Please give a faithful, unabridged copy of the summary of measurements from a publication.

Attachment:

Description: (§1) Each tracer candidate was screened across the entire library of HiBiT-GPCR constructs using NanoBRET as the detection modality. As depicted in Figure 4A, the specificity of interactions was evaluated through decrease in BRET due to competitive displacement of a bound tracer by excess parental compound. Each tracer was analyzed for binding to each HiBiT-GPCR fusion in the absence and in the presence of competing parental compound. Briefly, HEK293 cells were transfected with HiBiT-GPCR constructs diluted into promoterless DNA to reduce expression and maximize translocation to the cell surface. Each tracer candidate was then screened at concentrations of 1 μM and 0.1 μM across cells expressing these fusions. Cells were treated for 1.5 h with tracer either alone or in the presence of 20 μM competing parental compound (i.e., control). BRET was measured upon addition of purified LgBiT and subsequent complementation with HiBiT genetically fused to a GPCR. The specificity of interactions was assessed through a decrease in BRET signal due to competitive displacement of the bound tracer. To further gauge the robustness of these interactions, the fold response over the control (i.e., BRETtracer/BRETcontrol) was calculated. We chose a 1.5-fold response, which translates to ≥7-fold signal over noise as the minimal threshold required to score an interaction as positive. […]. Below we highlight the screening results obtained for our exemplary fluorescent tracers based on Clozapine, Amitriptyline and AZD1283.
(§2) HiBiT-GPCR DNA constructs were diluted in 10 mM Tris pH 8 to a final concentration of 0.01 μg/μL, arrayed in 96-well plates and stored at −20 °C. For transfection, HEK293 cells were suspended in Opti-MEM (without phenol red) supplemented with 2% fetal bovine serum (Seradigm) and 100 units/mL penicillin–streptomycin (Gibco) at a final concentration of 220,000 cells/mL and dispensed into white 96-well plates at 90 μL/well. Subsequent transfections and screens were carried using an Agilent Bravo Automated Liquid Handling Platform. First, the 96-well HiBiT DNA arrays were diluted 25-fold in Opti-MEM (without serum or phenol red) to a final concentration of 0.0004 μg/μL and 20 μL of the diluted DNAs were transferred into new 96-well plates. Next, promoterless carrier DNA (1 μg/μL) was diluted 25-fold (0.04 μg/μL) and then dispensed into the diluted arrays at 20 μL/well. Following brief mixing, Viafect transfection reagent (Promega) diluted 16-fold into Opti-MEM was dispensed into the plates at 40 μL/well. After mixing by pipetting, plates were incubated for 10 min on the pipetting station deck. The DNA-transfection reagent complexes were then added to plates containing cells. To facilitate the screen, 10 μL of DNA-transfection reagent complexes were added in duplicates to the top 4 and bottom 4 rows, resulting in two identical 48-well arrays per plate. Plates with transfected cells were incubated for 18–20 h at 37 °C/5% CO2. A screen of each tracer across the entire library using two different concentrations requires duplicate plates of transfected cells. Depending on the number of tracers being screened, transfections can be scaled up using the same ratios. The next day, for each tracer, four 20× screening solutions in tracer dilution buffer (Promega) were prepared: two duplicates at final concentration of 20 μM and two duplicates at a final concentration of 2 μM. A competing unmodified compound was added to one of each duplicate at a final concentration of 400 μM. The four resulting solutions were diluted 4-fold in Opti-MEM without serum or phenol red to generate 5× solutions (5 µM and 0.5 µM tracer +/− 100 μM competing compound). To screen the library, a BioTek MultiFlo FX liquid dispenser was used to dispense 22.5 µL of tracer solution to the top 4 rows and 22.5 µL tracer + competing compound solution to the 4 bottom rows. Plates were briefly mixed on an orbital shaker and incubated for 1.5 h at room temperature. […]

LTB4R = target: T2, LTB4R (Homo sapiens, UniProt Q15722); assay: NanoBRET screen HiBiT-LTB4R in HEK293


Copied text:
Description: (§1) Each tracer candidate was screened across the entire library of HiBiT-GPCR constructs using NanoBRET as the detection modality. As depicted in Figure 4A, the specificity of interactions was evaluated through decrease in BRET due to competitive displacement of a bound tracer by excess parental compound. Each tracer was analyzed for binding to each HiBiT-GPCR fusion in the absence and in the presence of competing parental compound. Briefly, HEK293 cells were transfected with HiBiT-GPCR constructs diluted into promoterless DNA to reduce expression and maximize translocation to the cell surface. Each tracer candidate was then screened at concentrations of 1 μM and 0.1 μM across cells expressing these fusions. Cells were treated for 1.5 h with tracer either alone or in the presence of 20 μM competing parental compound (i.e., control). BRET was measured upon addition of purified LgBiT and subsequent complementation with HiBiT genetically fused to a GPCR. The specificity of interactions was assessed through a decrease in BRET signal due to competitive displacement of the bound tracer. To further gauge the robustness of these interactions, the fold response over the control (i.e., BRETtracer/BRETcontrol) was calculated. We chose a 1.5-fold response, which translates to ≥7-fold signal over noise as the minimal threshold required to score an interaction as positive. […]. Below we highlight the screening results obtained for our exemplary fluorescent tracers based on Clozapine, Amitriptyline and AZD1283.
(§2) HiBiT-GPCR DNA constructs were diluted in 10 mM Tris pH 8 to a final concentration of 0.01 μg/μL, arrayed in 96-well plates and stored at −20 °C. For transfection, HEK293 cells were suspended in Opti-MEM (without phenol red) supplemented with 2% fetal bovine serum (Seradigm) and 100 units/mL penicillin–streptomycin (Gibco) at a final concentration of 220,000 cells/mL and dispensed into white 96-well plates at 90 μL/well. Subsequent transfections and screens were carried using an Agilent Bravo Automated Liquid Handling Platform. First, the 96-well HiBiT DNA arrays were diluted 25-fold in Opti-MEM (without serum or phenol red) to a final concentration of 0.0004 μg/μL and 20 μL of the diluted DNAs were transferred into new 96-well plates. Next, promoterless carrier DNA (1 μg/μL) was diluted 25-fold (0.04 μg/μL) and then dispensed into the diluted arrays at 20 μL/well. Following brief mixing, Viafect transfection reagent (Promega) diluted 16-fold into Opti-MEM was dispensed into the plates at 40 μL/well. After mixing by pipetting, plates were incubated for 10 min on the pipetting station deck. The DNA-transfection reagent complexes were then added to plates containing cells. To facilitate the screen, 10 μL of DNA-transfection reagent complexes were added in duplicates to the top 4 and bottom 4 rows, resulting in two identical 48-well arrays per plate. Plates with transfected cells were incubated for 18–20 h at 37 °C/5% CO2. A screen of each tracer across the entire library using two different concentrations requires duplicate plates of transfected cells. Depending on the number of tracers being screened, transfections can be scaled up using the same ratios. The next day, for each tracer, four 20× screening solutions in tracer dilution buffer (Promega) were prepared: two duplicates at final concentration of 20 μM and two duplicates at a final concentration of 2 μM. A competing unmodified compound was added to one of each duplicate at a final concentration of 400 μM. The four resulting solutions were diluted 4-fold in Opti-MEM without serum or phenol red to generate 5× solutions (5 µM and 0.5 µM tracer +/− 100 μM competing compound). To screen the library, a BioTek MultiFlo FX liquid dispenser was used to dispense 22.5 µL of tracer solution to the top 4 rows and 22.5 µL tracer + competing compound solution to the 4 bottom rows. Plates were briefly mixed on an orbital shaker and incubated for 1.5 h at room temperature. […]

LTB4R = target: T2, LTB4R (Homo sapiens, UniProt Q15722); assay: NanoBRET screen HiBiT-LTB4R in HEK293